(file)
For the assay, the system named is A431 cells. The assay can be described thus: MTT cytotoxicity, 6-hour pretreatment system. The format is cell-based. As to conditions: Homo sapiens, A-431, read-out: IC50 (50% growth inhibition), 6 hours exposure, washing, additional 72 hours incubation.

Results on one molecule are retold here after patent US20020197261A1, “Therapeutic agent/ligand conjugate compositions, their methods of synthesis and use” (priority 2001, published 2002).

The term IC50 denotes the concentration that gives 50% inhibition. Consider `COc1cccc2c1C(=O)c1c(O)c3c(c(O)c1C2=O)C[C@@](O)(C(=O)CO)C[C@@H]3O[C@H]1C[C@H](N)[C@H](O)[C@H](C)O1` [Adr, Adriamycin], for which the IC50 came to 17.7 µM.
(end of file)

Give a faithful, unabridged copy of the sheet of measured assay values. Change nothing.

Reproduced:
For the assay, the system named is A431 cells. The assay can be described thus: MTT cytotoxicity, 6-hour pretreatment system. The format is cell-based. As to conditions: Homo sapiens, A-431, read-out: IC50 (50% growth inhibition), 6 hours exposure, washing, additional 72 hours incubation.

Results on one molecule are retold here after patent US20020197261A1, “Therapeutic agent/ligand conjugate compositions, their methods of synthesis and use” (priority 2001, published 2002).

The term IC50 denotes the concentration that gives 50% inhibition. Consider `COc1cccc2c1C(=O)c1c(O)c3c(c(O)c1C2=O)C[C@@](O)(C(=O)CO)C[C@@H]3O[C@H]1C[C@H](N)[C@H](O)[C@H](C)O1` [Adr, Adriamycin], for which the IC50 came to 17.7 µM.